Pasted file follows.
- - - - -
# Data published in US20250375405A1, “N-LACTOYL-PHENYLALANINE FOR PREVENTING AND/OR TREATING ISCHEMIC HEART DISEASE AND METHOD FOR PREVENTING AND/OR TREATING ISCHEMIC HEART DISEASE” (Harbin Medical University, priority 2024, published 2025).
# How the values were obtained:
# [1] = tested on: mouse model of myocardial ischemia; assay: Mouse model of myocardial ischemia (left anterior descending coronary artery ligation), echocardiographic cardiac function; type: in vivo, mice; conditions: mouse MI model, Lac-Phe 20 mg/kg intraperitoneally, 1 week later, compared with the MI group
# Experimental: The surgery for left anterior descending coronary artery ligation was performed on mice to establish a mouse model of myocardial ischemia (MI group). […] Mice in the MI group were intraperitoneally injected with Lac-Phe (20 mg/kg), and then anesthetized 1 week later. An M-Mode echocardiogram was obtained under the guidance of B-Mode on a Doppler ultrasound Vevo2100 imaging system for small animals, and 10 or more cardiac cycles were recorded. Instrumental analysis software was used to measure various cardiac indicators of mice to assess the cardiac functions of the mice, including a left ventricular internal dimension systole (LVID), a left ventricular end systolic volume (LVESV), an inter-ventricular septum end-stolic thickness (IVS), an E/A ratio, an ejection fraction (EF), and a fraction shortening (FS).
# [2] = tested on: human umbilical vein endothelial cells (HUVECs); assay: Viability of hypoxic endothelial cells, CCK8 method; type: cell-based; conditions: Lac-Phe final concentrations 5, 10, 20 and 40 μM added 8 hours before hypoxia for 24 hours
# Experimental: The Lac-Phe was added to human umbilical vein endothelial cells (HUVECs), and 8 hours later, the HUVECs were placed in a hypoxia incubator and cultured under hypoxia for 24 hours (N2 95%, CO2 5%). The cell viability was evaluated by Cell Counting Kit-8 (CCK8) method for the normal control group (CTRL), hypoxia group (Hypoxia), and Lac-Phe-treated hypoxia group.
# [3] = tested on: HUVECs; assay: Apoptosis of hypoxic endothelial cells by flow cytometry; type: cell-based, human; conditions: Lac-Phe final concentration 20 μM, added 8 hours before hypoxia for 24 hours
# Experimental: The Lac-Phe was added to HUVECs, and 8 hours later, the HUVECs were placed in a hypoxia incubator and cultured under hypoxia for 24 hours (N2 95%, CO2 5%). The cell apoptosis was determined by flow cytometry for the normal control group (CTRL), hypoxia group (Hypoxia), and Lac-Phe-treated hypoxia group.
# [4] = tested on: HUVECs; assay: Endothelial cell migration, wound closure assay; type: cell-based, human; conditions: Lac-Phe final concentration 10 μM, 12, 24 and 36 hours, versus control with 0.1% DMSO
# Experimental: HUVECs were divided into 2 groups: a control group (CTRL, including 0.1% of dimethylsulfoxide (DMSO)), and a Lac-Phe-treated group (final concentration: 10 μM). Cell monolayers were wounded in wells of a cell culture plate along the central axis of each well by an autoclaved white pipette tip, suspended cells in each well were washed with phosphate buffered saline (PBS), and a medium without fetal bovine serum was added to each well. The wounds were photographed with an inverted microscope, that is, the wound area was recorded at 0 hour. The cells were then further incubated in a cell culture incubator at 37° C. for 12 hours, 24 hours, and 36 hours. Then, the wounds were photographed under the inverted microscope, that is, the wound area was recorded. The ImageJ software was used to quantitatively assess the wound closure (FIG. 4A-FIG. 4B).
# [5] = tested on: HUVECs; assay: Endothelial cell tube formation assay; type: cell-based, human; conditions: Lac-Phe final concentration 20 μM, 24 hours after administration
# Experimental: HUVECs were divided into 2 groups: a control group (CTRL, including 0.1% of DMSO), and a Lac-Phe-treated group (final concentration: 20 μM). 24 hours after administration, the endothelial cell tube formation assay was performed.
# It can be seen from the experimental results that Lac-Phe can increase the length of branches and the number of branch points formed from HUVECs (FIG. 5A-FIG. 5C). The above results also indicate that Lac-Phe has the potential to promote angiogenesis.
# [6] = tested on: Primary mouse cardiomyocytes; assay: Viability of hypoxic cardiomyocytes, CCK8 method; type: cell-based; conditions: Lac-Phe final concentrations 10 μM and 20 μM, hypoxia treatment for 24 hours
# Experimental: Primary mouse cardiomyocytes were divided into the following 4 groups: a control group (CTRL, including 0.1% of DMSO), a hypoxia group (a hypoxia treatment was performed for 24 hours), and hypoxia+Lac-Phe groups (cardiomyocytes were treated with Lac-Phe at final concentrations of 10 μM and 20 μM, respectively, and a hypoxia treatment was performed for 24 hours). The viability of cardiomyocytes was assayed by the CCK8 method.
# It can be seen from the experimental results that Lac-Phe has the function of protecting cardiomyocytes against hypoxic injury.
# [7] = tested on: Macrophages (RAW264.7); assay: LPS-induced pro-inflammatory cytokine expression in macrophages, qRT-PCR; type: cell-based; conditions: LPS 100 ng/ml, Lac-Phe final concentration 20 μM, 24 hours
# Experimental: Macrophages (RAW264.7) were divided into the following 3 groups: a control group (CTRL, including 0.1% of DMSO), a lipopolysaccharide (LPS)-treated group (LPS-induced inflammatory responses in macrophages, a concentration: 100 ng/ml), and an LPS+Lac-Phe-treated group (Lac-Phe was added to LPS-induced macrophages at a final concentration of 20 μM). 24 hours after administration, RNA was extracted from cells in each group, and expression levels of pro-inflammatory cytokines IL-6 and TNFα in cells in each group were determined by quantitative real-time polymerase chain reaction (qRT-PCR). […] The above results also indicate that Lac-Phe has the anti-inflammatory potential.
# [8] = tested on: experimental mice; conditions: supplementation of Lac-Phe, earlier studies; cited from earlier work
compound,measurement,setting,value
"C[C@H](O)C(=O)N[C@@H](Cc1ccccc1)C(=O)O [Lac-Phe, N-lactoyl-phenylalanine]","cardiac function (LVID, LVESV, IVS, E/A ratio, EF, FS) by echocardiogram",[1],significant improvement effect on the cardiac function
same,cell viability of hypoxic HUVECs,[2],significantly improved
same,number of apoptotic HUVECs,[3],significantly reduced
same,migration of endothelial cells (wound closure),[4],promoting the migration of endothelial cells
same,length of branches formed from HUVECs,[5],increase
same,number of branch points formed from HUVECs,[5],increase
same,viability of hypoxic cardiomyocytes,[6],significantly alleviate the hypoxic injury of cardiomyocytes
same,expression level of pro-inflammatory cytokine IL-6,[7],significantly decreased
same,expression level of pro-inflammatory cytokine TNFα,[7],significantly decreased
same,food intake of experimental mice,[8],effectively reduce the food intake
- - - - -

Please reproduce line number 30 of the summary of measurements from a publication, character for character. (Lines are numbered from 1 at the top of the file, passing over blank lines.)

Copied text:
same,food intake of experimental mice,[8],effectively reduce the food intake